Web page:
The Cambridge History of English and American Literature in 18 Volumes (1907–21). rn VOLUME XVII. Later National Literature, Part II.
IX. Minor Humorists
§ 1. Humorous Paragraphs and Columns in Newspapers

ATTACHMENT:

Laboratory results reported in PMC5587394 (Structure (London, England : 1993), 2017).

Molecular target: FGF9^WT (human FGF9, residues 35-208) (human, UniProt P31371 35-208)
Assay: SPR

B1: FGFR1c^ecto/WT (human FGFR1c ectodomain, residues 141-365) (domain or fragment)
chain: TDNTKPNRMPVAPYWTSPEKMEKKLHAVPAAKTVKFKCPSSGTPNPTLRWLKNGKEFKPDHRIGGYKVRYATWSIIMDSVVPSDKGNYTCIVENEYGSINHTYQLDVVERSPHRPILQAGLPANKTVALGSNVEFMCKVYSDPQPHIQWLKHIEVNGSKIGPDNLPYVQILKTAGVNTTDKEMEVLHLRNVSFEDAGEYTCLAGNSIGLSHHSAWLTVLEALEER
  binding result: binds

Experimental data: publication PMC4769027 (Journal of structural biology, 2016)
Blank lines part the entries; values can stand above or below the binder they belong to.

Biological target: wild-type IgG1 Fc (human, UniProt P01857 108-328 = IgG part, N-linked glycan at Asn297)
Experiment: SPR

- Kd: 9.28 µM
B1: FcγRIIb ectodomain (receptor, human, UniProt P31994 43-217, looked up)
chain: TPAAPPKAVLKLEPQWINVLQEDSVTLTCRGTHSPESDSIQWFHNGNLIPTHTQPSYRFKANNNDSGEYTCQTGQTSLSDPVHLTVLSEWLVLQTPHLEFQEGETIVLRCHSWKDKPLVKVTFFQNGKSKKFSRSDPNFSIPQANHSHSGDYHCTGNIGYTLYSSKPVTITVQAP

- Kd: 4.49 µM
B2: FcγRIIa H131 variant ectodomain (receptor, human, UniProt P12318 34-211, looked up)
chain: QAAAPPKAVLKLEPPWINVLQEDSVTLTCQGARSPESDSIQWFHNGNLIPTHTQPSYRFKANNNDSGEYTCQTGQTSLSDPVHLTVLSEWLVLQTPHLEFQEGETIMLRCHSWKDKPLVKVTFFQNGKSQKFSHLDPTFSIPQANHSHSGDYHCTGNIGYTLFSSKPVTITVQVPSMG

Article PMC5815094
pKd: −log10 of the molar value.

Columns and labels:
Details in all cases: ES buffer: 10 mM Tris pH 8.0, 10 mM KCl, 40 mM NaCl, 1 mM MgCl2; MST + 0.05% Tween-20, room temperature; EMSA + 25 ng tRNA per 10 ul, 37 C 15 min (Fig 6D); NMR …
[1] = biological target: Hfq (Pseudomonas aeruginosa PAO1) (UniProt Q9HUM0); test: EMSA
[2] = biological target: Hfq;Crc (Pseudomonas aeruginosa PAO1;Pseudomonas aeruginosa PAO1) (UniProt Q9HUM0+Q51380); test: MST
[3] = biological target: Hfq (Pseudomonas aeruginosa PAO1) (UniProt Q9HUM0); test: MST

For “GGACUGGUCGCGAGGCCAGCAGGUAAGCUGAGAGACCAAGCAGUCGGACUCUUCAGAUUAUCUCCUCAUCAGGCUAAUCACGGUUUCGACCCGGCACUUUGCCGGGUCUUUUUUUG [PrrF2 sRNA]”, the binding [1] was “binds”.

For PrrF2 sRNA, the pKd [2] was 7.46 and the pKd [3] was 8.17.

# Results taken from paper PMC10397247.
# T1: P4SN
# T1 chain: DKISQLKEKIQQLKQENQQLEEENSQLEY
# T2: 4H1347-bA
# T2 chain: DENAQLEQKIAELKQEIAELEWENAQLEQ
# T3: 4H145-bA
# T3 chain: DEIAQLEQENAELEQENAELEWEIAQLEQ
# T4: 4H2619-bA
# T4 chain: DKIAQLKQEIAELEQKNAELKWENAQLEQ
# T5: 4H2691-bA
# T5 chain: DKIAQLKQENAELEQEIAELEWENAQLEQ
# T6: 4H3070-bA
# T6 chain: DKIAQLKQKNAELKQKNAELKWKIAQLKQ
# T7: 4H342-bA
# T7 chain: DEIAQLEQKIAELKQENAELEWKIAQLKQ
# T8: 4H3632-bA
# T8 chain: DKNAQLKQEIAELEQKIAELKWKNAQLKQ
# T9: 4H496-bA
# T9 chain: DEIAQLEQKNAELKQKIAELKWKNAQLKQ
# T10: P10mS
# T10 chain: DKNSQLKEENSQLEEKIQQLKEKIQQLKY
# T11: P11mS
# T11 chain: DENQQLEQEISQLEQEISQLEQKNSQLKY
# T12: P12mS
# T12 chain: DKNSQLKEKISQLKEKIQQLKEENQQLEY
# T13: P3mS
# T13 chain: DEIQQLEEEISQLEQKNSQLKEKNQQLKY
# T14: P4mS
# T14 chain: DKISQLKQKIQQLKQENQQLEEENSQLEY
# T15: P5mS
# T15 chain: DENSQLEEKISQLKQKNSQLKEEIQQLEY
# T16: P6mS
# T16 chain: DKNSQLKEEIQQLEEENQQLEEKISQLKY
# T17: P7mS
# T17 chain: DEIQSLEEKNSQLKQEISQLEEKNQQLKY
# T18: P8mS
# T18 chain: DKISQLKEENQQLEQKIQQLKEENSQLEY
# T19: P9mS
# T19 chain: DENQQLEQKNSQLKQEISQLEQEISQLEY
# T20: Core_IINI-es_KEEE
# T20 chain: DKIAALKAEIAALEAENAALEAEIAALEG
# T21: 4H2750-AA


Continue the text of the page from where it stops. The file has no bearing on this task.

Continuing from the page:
THE ECCENTRIC and racy touch of the Civil War humorists vanished early in the seventies, and humour underwent a period of organization, levelling, and standardization. Its cruder manifestations disappeared; editors no longer burst upon their readers with the discovery of unsuspected females —Ann Tiquity, Ann Gelic, and Ann O’Dyne—in Webster’s Unabridged; parodying became less inevitable; and “reverses” such as P. T. Barnum’sLewd did I live & evil I did dwellost their fascination for keen minds. The dialect of the immigrant replaced the twang of the crossroads. And at the same time the native flavour and homely philosophy of the older humour ceased to illuminate the work of the fun-makers.